This article reports the rationale for the Brazilian Cardioprotective Nutritional Program (BALANCE Program) Trial. This pragmatic, multicenter, nationwide, randomized, concealed, controlled trial was designed to investigate the effects of the BALANCE Program in reducing cardiovascular events. The BALANCE Program consists of a prescribed diet guided by nutritional content recommendations from Brazilian national guidelines using a unique nutritional education strategy, which includes suggestions of affordable foods. In addition, the Program focuses on intensive follow-up through one-on-one visits, group sessions, and phone calls. In this trial, participants 45 years or older with any evidence of established cardiovascular disease will be randomized to the BALANCE or control groups. Those in the BALANCE group will receive the afore mentioned program interventions, while controls will be given generic advice on how to follow a low-fat, low-energy, low-sodium, and low-cholesterol diet, with a view to achieving Brazilian nutritional guideline recommendations. The primary outcome is a composite of death (any cause), cardiac arrest, acute myocardial infarction, stroke, myocardial revascularization, amputation for peripheral arterial disease, or hospitalization for unstable angina. A total of 2468 patients will be enrolled in 34 sites and followed up for up to 48 months. If the BALANCE Program is found to decrease cardiovascular events and reduce risk factors, this may represent an advance in the care of patients with cardiovascular disease.
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http://dx.doi.org/10.1016/j.ahj.2015.08.010DOI Listing
January 2016

Effects of Brazilian Cardioprotective Diet Program on risk factors in patients with coronary heart disease: a Brazilian Cardioprotective Diet randomized pilot trial.

Clinics (Sao Paulo) 2012 Dec;67(12):1407-14

Hospital do Coração (IEP-HCor), Research Institute, São Paulo/SP, Brazil.

Objective: To evaluate the effectiveness of the Brazilian Cardioprotective Diet Program in reducing blood pressures, fasting glucose levels and body mass indices in patients with established atherothrombotic disease.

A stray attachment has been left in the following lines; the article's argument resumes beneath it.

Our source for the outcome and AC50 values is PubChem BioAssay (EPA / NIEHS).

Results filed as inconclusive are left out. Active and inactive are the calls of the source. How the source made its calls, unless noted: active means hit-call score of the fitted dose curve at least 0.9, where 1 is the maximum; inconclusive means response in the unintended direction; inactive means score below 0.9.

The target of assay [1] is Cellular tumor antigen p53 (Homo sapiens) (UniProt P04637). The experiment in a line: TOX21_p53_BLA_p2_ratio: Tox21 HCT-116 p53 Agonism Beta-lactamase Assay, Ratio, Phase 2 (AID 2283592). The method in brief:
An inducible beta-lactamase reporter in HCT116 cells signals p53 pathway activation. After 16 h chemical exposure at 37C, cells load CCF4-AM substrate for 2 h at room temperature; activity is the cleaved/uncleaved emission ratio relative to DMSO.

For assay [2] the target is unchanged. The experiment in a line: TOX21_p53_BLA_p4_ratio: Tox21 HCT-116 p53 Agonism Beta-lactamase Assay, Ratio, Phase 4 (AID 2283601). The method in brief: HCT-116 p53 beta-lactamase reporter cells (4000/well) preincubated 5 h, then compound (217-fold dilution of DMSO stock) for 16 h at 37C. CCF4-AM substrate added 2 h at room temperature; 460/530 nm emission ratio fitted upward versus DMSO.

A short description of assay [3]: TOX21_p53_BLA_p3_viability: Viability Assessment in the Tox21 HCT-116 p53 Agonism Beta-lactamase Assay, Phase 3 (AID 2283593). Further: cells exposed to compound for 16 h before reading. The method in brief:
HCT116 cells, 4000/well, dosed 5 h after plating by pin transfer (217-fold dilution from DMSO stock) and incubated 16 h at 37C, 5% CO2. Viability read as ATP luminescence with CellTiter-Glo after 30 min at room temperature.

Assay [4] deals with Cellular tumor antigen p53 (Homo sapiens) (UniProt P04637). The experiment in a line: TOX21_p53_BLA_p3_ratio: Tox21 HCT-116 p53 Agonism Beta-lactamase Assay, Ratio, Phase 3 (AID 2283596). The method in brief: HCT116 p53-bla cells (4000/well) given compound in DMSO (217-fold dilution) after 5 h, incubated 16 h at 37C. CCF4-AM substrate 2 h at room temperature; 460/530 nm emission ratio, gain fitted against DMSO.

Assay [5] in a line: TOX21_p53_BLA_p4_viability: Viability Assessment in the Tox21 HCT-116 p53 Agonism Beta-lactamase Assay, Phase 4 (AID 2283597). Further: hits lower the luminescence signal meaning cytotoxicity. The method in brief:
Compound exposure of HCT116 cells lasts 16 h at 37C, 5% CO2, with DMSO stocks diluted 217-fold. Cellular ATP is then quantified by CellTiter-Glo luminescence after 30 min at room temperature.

Method: This randomized controlled pilot trial included outpatients who were over 45 years of age with atherothrombotic cardiovascular disease. Group A, who received the Brazilian Cardioprotective Diet Program, had weekly sessions with dietitians. Groups B and C received the usual dietary therapy that is given to patients with cardiovascular diseases as proposed by the Brazilian guidelines. This diet had the same nutrient profile as that given to Group A, but it was customized by the integration of typical Mediterranean foods. The difference between Groups B and C was the number of sessions with the dietitian. Group B received weekly sessions, while group C only had monthly sessions. ClinicalTrials.gov: NCT 01453166.

Results: There was a greater reduction in systolic (7.8%) and diastolic (10.8%) blood pressures in Group A compared with Group B (2.3% and 7.3%), and Group C (3.9% and 4.9%, respectively). Fasting glucose decreased by 5.3% and 2% in Groups A and B, respectively. Fasting glucose increased by 3.7% in Group C. The BMIs decreased by 3.5% and 3.3% in Groups A and B, respectively. Group C did not present with any changes in BMI. However, none of these data showed statistical differences between the groups, which is methodologically acceptable in pilot trials.

Conclusions: The Brazilian Cardioprotective Diet Program seems to be more effective in reducing blood pressures, fasting glucose levels, weights and BMIs in patients with previous cardiovascular disease compared with the diet that has been proposed by the Brazilian guidelines.
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http://www.ncbi.nlm.nih.gov/pmc/articles/PMC3521803PMC
http://dx.doi.org/10.6061/clinics/2012(12)10DOI Listing
December 2012